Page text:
At some point off the coast of Rio de la Hache (now Venezuela), water becomes scarce. Captain S sends Little in charge of a party of 20 men ashore to replenish the casks at an "Indian village." Little tells his captain that taking a Native or two as hostage would prevent potential unpleasantness should the locals turn out to be cannibals. The captain questions Little's courage and George and his men head out for the water. I know you all can see this coming.
Through a ruse, Little is captured by the Natives and his men soon join him. They are stripped, bound hand and foot and bludgeoned. George specifically is beaten so badly that he is unconscious for a good six hours. One of the Natives offers him refreshment when he wakes up but it is only a pleasant interlude. He and his mates are dragged to the center of the village and preparations are made to roast them alive at midnight.
Fortunately, the Natives got a hold of a great deal of rum from George Washington's most resent prize and they get, as George tells it, "dead drunk". When they awake in the morning, Little offers them a hefty ransom if he and his mates are let go. After drinking yet more, the Natives decide to pursue the ransom. Little says:
...the savages consented to let one man of their own choosing go off in the boat to procure the stipulated ransom.
The man chosen is a mulatto and a friend of George's. He brings boatload after boatload of "articles of various description" from George Washington who is standing off shore. The Natives allow everyone but Little to leave, thinking that they will ramp up their ransom demands. In the fashion of so many of these 19th century stories, George's mulatto mate refuses to leave him behind even when he is told to do so.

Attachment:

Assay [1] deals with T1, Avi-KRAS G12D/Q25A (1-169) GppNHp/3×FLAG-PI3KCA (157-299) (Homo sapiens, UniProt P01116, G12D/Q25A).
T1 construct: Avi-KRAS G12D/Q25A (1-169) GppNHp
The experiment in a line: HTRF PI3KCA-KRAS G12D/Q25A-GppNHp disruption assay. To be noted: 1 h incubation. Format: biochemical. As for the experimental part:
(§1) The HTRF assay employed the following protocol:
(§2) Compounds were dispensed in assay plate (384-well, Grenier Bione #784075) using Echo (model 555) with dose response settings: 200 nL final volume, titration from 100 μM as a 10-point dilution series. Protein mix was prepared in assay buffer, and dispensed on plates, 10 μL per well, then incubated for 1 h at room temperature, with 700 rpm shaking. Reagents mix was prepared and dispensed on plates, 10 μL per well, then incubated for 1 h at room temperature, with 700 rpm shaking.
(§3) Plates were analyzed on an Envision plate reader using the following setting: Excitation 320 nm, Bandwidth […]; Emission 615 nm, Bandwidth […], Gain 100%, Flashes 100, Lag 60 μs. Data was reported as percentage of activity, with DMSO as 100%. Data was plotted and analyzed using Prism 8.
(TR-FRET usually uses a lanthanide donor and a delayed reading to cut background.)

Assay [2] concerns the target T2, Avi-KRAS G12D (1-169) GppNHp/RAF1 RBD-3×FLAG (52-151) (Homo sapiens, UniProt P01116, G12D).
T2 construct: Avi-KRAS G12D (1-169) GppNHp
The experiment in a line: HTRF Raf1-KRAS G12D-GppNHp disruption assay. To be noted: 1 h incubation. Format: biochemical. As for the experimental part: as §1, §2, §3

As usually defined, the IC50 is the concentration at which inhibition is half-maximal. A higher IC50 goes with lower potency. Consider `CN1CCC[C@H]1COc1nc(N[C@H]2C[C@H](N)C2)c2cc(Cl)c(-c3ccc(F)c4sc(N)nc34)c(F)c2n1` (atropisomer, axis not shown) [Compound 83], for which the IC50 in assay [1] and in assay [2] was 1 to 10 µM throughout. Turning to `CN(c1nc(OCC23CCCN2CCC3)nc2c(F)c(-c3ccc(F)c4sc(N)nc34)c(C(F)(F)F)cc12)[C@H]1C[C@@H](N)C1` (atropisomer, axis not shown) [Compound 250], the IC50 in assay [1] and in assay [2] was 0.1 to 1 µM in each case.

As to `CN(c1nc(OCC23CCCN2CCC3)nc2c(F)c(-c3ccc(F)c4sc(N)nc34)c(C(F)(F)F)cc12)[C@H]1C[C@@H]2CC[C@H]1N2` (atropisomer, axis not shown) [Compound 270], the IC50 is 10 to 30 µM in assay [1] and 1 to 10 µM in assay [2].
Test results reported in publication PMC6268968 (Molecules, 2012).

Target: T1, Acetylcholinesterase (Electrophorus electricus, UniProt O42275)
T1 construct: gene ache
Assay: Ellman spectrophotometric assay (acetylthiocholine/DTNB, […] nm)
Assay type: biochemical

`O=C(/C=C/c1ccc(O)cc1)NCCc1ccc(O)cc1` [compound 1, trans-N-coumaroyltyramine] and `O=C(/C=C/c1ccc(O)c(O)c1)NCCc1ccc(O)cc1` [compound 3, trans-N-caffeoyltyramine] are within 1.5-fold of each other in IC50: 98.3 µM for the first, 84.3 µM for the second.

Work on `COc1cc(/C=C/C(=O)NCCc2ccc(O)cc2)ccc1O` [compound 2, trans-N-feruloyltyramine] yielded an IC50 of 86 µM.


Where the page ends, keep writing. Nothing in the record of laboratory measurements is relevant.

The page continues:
The Natives are foiled by an attack by another tribe and, while the two crush each others' skulls with "tomahawks" Little and his friend jump in the boat and manage to get back to their ship. Little is a mess, though, with "loss of blood and savage treatments, my limbs benumbed and body scorched by the piercing rays of the sun." It takes him some time to recover, and two of his fellows apparently die.
This is the last straw for George, what with his captain mocking him and the Native harassment that, to Little's mind, would never have happened had his advice been heeded.
I determined, therefore, in conjunction with the second lieutenant, to leave the privateer as soon as we arrived in Cartagena, to which port we were bound.
The pamphlet ends there and one can only imagine that Little put aside the sailor's life after his unnerving experiences on the Main. These kind of adventure yarns were best sellers in the 19th century and one has to imagine that Little's publisher at least made a fair profit. How true is the story? At this point it's impossible to say. All we can do is call it a tall tale and leave it at that.
[Ed Note: want to know more about George Little's seafaring adventures? Google Books has his Life On The Ocean available. Many thanks to member of the Brethren and historian extraordinaire Undine for the info and see the comments of this post for details. And if you are so inclined, stop by Undine's well written and researched blog The World of Edgar Allan Poe.]